“I think there is currently a real concern about poverty on the Isle of Man, so if we can grow the economy, and grow the economy in a way that offers well qualified jobs. paid to anyone who wants it, that would be a real accomplishment.
“I would like to see in five years that poverty was no longer the problem it is today: no longer the threat, because we had secure labor laws, because we had a sustainable wage level, and so people could advance in their careers and access additional training and pedagogical skills if they needed it. ‘
When I ask Dr Allinson what he likes to do to relax, the immediate response is a tongue-in-cheek “Hmmm.”
After a few moments of considering this seemingly slightly alien concept, he says, “I guess one of the issues with a lot of people on the cutting edge of what’s happened in the last 18 months is that we forgot. how to relax I think we have a role to play in relearning that.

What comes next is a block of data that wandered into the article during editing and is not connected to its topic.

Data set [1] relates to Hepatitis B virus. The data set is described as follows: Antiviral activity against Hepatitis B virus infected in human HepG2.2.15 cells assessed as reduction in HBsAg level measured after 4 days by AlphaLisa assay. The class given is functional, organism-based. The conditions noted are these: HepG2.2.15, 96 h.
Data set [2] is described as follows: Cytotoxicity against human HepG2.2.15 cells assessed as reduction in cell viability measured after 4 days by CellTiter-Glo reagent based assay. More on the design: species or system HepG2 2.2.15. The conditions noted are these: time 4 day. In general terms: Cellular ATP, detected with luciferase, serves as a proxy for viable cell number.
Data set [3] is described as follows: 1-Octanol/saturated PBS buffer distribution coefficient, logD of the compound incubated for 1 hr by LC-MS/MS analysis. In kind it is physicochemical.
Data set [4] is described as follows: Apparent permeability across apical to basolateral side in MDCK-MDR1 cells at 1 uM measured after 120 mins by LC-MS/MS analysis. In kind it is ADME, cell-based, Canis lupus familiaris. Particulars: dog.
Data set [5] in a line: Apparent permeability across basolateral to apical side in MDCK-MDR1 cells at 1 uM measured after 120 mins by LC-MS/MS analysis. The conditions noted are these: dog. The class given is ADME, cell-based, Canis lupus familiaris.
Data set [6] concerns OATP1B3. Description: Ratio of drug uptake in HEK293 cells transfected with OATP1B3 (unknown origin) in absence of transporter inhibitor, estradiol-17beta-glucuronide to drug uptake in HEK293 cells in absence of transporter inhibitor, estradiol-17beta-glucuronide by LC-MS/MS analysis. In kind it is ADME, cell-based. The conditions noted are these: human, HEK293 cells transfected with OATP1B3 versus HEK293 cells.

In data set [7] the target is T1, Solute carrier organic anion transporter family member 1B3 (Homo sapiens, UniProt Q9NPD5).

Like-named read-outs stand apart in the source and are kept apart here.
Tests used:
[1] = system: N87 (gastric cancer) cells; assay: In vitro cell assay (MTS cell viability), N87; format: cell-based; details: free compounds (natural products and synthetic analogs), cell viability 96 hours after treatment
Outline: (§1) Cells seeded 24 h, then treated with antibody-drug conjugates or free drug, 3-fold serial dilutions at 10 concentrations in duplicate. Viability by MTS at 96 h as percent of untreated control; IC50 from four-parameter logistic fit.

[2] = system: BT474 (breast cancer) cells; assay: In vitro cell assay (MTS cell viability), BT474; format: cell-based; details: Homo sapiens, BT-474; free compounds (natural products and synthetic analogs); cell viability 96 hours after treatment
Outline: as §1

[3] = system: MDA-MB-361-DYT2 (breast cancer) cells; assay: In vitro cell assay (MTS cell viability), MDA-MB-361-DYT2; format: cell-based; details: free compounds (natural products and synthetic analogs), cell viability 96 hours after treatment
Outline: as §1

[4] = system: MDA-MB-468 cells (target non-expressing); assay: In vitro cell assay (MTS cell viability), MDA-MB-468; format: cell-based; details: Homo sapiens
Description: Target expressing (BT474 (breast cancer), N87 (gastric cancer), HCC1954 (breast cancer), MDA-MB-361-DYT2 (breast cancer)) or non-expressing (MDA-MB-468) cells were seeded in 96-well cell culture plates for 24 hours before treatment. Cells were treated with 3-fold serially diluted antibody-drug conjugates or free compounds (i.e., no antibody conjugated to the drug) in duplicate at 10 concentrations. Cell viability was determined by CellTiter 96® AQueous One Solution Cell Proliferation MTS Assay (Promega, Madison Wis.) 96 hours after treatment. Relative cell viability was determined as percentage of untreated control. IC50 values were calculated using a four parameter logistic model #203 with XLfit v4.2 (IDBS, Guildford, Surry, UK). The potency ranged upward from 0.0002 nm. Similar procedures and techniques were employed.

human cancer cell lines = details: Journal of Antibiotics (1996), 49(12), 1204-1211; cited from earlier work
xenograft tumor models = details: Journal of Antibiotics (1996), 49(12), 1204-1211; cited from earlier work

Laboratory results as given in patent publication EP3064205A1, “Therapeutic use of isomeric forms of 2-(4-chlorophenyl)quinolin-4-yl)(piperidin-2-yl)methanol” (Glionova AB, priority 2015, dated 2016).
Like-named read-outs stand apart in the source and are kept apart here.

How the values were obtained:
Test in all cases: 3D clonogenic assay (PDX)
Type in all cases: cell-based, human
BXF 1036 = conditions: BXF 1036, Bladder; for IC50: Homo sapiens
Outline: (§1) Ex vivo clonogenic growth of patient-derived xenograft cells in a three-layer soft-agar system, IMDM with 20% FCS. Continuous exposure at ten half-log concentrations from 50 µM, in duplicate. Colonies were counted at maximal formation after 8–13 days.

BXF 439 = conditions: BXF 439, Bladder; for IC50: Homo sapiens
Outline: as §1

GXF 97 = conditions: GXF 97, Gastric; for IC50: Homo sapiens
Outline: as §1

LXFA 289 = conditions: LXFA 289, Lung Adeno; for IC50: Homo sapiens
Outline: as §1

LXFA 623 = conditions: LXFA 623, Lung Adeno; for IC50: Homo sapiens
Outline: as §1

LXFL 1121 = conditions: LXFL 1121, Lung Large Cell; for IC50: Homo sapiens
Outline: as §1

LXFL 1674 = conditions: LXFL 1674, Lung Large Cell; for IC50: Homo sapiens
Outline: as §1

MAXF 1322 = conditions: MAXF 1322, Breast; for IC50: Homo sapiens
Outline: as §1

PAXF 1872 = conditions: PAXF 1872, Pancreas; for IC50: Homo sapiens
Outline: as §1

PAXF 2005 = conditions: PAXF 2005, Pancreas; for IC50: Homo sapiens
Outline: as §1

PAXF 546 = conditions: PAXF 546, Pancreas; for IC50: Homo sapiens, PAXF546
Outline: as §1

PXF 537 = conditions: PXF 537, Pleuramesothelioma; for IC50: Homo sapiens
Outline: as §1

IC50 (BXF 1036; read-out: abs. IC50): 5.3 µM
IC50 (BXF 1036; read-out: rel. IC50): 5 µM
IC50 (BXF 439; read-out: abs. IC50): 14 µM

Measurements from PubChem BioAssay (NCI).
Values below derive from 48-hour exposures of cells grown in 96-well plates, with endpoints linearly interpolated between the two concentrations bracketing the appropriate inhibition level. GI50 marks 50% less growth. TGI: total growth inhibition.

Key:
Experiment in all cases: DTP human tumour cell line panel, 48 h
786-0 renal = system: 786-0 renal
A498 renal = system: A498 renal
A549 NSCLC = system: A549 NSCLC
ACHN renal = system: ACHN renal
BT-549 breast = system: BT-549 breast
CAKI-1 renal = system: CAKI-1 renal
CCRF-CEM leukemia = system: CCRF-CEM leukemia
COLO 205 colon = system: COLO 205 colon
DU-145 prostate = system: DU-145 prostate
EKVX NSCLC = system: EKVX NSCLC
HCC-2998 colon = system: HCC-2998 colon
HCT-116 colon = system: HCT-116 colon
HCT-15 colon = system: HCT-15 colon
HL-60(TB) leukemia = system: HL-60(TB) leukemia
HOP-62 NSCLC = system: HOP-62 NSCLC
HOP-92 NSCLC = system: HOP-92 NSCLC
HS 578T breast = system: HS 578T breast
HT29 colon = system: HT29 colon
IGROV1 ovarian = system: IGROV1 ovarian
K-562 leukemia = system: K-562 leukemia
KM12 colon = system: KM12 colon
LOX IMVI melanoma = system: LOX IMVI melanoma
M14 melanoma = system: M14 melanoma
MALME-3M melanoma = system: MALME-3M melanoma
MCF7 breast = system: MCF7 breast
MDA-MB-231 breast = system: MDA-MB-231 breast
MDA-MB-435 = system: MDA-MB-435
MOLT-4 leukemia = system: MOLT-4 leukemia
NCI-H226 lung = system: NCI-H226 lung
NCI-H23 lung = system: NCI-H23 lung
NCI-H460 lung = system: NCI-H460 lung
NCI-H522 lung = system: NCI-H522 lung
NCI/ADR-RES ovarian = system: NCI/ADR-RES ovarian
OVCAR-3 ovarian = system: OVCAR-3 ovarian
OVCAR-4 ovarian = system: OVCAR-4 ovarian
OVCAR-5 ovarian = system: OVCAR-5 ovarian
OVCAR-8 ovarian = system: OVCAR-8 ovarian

“I have an extremely supportive family who told me that I had to relax and take a step back from what happened.
“For me, relaxing is focusing on the simpler things in life and spending time with my friends and family, spending time at Ramsey and enjoying the countryside that we have. Seeing everyone in Teams doesn’t replace being able to walk a beach with someone you love.
“One aspect of the economic plan will almost certainly be to strengthen the businesses that are currently on the island and also to further diversify the economy.”
Here are some of the new areas the DfE has been working on:
l InsurTech, or insurance technology, innovation is accelerating globally. After a detailed feasibility and planning phase, the Isle of Man is now working alongside some key industry players to support the development of the island’s InsurTech ecosystem.